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Home > Heritage > Welcome to the Helensburgh Heritage Trust Gallery > Places — District

Cove-Burgh-Hall5032.jpg
Cove Burgh Hall693 viewsThen described as Kilcreggan Public Buildings and U.F.Church, this picture was used on a postcard published by Kerr, Post Office, Kilcreggan, circa 1905. It sits on the boundary between Cove and Kilcreggan and has been known for many years as Cove Burgh Hall. In recent years it has been very successfully run by a local committee who acquired it from the local authority for a nominal sum.
Cove_Burgh_Hall.jpg
Cove Burgh Hall15 viewsOriginally described as Kilcreggan Public Buildings, Cove Burgh Hall sits on the boundary between Cove and Kilcreggan. In recent years it has been very successfully run by a local committee who acquired it from the local authority for a nominal sum. Image date unknown.
Cove_Burgh_Hall309.jpg
Cove Burgh Hall684 viewsOriginally described as Kilcreggan Public Buildings, Cove Burgh Hall sits on the boundary between Cove and Kilcreggan. In recent years it has been very successfully run by a local committee who acquired it from the local authority for a nominal sum. Image circa 1905.
Cove_from_North_Ailey3241.jpg
Cove723 viewsA view of Cove from North Ailey, circa 1904.
Craigendoran_Avenue.jpg
Craigendoran Avenue791 viewsThe terraced houses on both sides of the unmade-up Craigendoran Avenue. Image circa 1905.
Craigs-pool-w.jpg
Craigs Pool772 viewsA view of the most popular summer picnic area in Glen Fruin, Craigs Pool.No apostrophe required, because it is not the pool belonging to, or associated with, anyone called Craig. As with Craigendoran (meaning ‘rock of the otter’) the craigs referred to are the big flagstones on the bottom of the pool. Craig is Gaelic for stone or rock and it is where the word crag or craggy comes from. Image, circa 2006, supplied by Gordon Fraser.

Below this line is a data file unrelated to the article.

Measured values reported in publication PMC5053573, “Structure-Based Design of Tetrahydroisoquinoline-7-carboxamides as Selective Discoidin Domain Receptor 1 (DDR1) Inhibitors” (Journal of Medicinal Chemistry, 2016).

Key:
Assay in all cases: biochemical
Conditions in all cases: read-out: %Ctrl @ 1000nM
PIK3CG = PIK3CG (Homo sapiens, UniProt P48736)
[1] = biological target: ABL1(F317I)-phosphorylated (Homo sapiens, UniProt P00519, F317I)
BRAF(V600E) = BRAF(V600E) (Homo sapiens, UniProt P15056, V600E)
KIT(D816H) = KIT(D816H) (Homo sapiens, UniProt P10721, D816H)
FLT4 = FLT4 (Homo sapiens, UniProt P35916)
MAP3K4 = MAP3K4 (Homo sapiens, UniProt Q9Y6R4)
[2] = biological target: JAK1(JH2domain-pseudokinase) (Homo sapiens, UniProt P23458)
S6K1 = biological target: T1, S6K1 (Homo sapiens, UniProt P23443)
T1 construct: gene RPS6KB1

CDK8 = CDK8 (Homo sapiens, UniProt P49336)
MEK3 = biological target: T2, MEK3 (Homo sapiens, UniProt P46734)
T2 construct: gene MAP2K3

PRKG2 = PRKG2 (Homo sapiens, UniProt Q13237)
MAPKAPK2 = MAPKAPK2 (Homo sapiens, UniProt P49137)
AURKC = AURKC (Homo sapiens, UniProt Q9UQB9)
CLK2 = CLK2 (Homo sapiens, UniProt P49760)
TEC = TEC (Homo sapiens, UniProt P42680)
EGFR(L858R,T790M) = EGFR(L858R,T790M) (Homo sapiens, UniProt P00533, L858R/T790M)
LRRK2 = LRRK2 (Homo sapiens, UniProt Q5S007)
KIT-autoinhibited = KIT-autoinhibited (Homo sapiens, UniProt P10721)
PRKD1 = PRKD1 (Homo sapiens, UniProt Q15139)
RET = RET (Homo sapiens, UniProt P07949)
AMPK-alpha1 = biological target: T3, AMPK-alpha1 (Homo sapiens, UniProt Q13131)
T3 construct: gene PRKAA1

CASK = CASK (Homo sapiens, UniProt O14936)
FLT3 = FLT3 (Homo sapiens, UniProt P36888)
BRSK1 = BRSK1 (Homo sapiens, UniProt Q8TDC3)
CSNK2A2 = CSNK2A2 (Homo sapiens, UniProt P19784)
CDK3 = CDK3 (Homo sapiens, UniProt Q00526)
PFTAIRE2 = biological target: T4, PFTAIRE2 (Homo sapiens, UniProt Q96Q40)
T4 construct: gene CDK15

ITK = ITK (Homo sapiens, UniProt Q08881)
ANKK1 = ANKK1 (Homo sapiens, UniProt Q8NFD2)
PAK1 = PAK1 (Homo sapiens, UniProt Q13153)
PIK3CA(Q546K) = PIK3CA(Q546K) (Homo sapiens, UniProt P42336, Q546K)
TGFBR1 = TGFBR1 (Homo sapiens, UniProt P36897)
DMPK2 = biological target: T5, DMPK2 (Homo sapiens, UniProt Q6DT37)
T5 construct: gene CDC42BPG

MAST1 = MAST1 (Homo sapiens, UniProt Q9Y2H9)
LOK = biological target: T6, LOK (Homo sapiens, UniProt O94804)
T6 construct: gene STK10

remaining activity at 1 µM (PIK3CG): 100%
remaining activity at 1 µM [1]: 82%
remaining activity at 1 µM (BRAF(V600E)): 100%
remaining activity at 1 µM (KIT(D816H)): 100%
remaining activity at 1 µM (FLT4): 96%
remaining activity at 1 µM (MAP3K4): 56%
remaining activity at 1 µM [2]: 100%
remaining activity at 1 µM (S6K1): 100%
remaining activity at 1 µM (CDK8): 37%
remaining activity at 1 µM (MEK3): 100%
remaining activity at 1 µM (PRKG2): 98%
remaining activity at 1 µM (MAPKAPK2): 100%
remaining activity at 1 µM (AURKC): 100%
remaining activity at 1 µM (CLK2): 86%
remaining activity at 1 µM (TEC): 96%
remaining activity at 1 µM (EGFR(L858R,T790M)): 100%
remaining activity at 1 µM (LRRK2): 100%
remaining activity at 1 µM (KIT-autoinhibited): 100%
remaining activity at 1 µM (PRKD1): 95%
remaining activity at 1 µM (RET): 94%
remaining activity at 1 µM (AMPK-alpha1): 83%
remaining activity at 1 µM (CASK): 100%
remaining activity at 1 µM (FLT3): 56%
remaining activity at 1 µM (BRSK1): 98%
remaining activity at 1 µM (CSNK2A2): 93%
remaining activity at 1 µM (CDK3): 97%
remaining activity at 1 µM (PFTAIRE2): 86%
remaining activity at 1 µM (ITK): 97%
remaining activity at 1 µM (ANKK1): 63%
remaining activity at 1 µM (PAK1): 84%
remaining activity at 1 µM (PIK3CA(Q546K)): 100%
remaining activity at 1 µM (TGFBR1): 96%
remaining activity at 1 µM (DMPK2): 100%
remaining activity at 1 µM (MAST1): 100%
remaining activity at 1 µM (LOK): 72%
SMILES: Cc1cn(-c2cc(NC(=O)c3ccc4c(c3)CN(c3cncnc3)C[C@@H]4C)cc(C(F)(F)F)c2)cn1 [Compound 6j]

Cumberland_Terrace3011.jpg
Cumberland Terrace818 viewsCumberland Terrace in Rhu, circa 1917. It was named after the Sail Training Ship Cumberland, which was anchored off Kidston Park from 1886, when she was endowed by 12 prosperous Glasgow merchants to be a home for boys aged 12-14 at risk of being drawn into crime, until she burnt to the waterline in 1889. No lives were lost, but four boys were charged with 'incendiarism'. She was replaced by the Empress. Cumberland Terrace was built to house the ship's officers and a hospital.
Drumfad-Farm-Glen-Fruin-w.jpg
Glen Fruin farm838 viewsA 1914 image of Glen Fruin, with Drumfad Farm in the foreground.
Dunmore-and-Pier-Road-w.jpg
Pier Road, Rhu786 viewsAn old image of the junction of the seafront road and Pier Road, Rhu, with the pier house opposite. The mansion was Dunmore House, which was eventually demolished and replaced by two matching modern houses. Image by courtesy of Jim Shields.
Early_Gareloch.jpg
Gareloch evening721 viewsA view south looking across Rhu Pier to the Training Ship Empress moored in the Gareloch. Image date unknown.
Early_Rhu.jpg
Rhu village789 viewsAn early image of the village of Rhu, at that time Row. It shows the school where the village green now is, and the villa Ardenvohr, built in 1857 to the design of local architect Thomas Gildard and at various times the home of the Muir and Hoggans families. It became the Royal Northern Yacht Club clubhouse in 1937, and in 1978 the club's name changed to the Royal Northern and Clyde Yacht Club. Image date unknown.
East-Bay-_-3-girls.jpg
The East Bay733 viewsAn old view of the East Bay looking towards the town centre. Image date unknown.
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